gchq

BOOK REVIEW: GCHQ

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GCHQ Book Cover GCHQ
Richard Aldrich

As we become ever-more aware of how our governments “eavesdrop” on our conversations, here is a gripping exploration of this unknown realm of the British secret service: Government Communication Headquarters (GCHQ).

 

GCHQ

GCHQ

GCHQ, Britain's Codebreakers

An in depth review of GCHQ (Government Communications Headquarters), Britain's equivalent to the USA's NSA (National Security Agency). It includes the story of Bletchley Park, where Britain's codebreakers worked on the German Enigma code during World War II. It then works it way up to the present times in the fight against international terror.
About the Book

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GCHQ (Government Communications Headquarters) is an intelligence and security organisation responsible for providing signals intelligence (SIGINT) and information assurance to the government and armed forces of the United Kingdom.  Based in “The Doughnut” in the suburbs of Cheltenham, it is the responsibility of the country’s Secretary of State for Foreign and Commonwealth Affairs, but it is not a part of the Foreign Office and its director ranks as a Permanent Secretary.  The function of GCHQ is similar to that of the National Security Agency of the United States of America.

As we become ever-more aware of how our governments “eavesdrop” on our conversations, here is a gripping exploration of this unknown realm of the British secret service: Government Communication Headquarters (GCHQ). GCHQ is the successor to the famous Bletchley Park wartime code-breaking organisation and is the largest and most secretive intelligence organisation in the country. During the war, it commanded more staff than MI5 and MI6 combined and has produced a number of intelligence triumphs as well as some notable failures. Since the end of the Cold War, it has played a pivotal role in shaping Britain’s secret state. Still, we know almost nothing about it. In this ground-breaking book, Richard J. Aldrich traces GCHQ’s evolvement from a wartime code breaking operation based in the Bedfordshire countryside to one of the world’s leading espionage organisations. Focusing in part on GCHQ’s remarkably intimate relationship with its American partner, the National Security Agency (NSA), Aldrich also examines both the impact of the Second World War on GCHQ and the breakthroughs made after the war was over. Today’s GCHQ struggles with some of the most difficult issues of our time. A leading force of the state’s security efforts against militant terrorist organisations like Al-Qaeda, they are also involved in fundamental issues that will mould the future of British society. Compelling and revelatory, Aldrich’s book is espionage writing of the utmost importance.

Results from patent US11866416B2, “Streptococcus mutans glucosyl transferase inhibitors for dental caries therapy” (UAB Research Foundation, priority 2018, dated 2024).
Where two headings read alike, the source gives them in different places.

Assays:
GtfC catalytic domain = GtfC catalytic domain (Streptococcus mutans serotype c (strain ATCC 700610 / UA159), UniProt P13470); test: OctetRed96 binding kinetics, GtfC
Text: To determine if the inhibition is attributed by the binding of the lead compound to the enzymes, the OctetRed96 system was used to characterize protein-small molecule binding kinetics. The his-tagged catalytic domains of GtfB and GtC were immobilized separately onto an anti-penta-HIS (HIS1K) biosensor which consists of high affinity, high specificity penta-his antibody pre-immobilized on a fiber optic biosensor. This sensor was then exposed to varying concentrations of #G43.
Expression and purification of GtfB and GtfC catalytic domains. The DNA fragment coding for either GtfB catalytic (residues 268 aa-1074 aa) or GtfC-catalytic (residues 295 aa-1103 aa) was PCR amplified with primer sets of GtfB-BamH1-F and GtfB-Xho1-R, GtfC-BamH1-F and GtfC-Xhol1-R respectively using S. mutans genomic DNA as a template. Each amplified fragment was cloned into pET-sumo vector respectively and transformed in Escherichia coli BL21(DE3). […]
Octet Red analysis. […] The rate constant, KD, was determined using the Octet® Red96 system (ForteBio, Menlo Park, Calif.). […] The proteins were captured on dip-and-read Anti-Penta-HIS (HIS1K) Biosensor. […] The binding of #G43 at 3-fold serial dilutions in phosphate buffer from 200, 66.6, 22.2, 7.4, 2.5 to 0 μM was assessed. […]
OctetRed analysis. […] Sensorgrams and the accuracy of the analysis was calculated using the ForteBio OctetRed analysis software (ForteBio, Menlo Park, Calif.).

GCHQ  

Other books about British Intelligence agencies:

The Art of Betrayal: The Secret History of MI6: Life and Death in the British Secret Service

Defend the Realm: The Authorized History of MI5

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Details
Author:
Genres: Historical, Intelligence & Espionage, Military & Wars
Publisher: HarperPress
Publication Year: 2010
Length: 690
Rating:

About the Author
Richard Aldrich

Richard Aldrich is a regular commentator on war and espionage and has written for the 'Evening Standard', the 'Guardian', 'The Times' and the 'Telegraph'. He is the author of several books, including 'The Hidden Hand: Britain, America and Cold War Secret Intelligence' which won the Donner Book Prize in 2002.

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